verb (used with object), chose; cho·sen or (Obsolete) chose; choos·ing.
verb (used without object), chose; cho·sen or (Obsolete) chose; choos·ing.
- to select (players) for a contest or game: The kids chose up sides for the game.
- to select players for a contest or game: We have to choose up before we can play.
Origin of choose
Examples from the Web for choosing
Contemporary Examples of choosing
That means that fewer and fewer everyday Americans are choosing to contribute to campaigns.The 100 Rich People Who Run America
January 5, 2015
For a few days, in any case, many are choosing to believe in Christmas.In One Corner of Syria, Christmas Spirit Somehow Manages to Survive
December 25, 2014
Choosing to strike while the iron was hot, Future announced his followup to Pluto, Future Hendrix, right away.Future Makes Us Rethink Everything We Thought We Knew About Rap Artists
December 15, 2014
Choosing not to pursue a perpetrator is not admittance of lies or false motives.The Right's Rape Trolls vs. Lena Dunham
December 10, 2014
But on Monday Portman said that he would not run for president, choosing to seek reelection in Ohio.Is Gay Marriage Going Away in 2016?
December 4, 2014
Historical Examples of choosing
Beauty must be the first law of life to the sex that has not the privilege of choosing.The Bacillus of Beauty
He was a gentle soul, and she had always been able to guide him in paths of her own choosing.Meadow Grass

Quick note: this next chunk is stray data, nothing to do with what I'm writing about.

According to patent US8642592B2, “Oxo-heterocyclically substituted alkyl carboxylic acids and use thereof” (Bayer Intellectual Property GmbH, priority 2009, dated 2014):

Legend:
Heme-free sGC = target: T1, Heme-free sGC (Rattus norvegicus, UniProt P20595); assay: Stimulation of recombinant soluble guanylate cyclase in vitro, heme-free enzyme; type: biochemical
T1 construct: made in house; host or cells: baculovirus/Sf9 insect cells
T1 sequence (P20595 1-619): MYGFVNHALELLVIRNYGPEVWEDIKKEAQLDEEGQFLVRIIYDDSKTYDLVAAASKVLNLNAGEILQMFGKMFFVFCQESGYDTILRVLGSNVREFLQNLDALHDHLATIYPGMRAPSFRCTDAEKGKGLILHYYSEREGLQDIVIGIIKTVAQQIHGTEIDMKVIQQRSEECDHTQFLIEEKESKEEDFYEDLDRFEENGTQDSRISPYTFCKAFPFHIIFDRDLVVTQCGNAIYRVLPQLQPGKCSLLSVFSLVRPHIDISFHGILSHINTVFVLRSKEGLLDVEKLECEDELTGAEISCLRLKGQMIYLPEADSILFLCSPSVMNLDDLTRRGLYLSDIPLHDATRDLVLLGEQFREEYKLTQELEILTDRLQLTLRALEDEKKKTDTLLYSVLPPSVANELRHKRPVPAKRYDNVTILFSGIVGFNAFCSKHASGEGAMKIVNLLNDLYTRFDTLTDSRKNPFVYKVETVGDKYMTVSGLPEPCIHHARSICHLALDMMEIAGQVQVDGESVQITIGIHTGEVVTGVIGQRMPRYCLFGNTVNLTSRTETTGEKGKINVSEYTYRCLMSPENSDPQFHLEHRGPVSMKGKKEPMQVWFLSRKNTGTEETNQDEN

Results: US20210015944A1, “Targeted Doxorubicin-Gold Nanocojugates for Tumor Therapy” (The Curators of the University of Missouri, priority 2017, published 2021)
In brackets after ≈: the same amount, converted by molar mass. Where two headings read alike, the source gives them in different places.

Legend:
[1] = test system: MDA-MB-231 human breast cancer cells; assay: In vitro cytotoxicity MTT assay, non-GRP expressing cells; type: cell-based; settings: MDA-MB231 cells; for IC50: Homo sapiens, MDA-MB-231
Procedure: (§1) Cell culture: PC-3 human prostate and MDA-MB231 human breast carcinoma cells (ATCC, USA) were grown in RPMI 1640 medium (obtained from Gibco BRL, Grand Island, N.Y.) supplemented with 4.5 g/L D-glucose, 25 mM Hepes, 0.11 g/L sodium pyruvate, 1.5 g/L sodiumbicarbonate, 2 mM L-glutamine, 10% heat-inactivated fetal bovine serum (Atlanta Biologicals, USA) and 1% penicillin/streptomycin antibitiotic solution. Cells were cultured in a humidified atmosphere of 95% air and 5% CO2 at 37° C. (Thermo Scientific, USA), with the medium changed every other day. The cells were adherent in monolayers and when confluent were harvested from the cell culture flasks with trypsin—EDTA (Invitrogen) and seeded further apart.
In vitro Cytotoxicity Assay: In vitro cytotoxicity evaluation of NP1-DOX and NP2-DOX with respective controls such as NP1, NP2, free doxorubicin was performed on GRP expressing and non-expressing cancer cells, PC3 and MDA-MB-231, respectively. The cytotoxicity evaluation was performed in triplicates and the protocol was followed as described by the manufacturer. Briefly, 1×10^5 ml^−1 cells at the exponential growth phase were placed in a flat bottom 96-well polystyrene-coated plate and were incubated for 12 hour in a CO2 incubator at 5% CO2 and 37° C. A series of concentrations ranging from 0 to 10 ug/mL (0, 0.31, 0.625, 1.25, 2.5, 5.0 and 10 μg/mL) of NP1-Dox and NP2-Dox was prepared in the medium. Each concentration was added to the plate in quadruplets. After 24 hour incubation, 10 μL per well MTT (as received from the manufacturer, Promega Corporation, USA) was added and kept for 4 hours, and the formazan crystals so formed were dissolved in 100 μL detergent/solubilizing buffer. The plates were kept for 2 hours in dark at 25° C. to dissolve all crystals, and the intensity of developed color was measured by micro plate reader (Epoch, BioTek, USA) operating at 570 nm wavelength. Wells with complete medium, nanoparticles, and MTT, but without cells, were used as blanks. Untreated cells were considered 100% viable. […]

She gave him no answer; it, was as if she were choosing words.The Black Bag
Louis Joseph Vance
Choosing among them, he presently found a sapling to his liking.The Merry Adventures of Robin Hood
God says, 'Ye shall be as gods, knowing good and evil, and choosing the good.'Salted With Fire
verb chooses, choosing, chose or chosen
Word Origin for choose
Old English ceosan "choose, seek out, select; decide, test, taste, try; accept, approve" (class II strong verb; past tense ceas, past participle coren), from Proto-Germanic *keus- (cf. Old Frisian kiasa, Old Saxon kiosan, Dutch kiezen, Old High German kiosan, German kiesen, Old Norse kjosa, Gothic kiusan "choose," Gothic kausjan "to taste, test"), from PIE root *geus- "to taste, relish" (see gusto). Only remotely related to choice. Variant spelling chuse is Middle English, very frequent 16c.-18c. The irregular past participle leveled out to chosen by 1200.
In addition to the idiom beginning with choose
- choose up
- beggars can't be choosers
- pick and choose
Also see underchoice.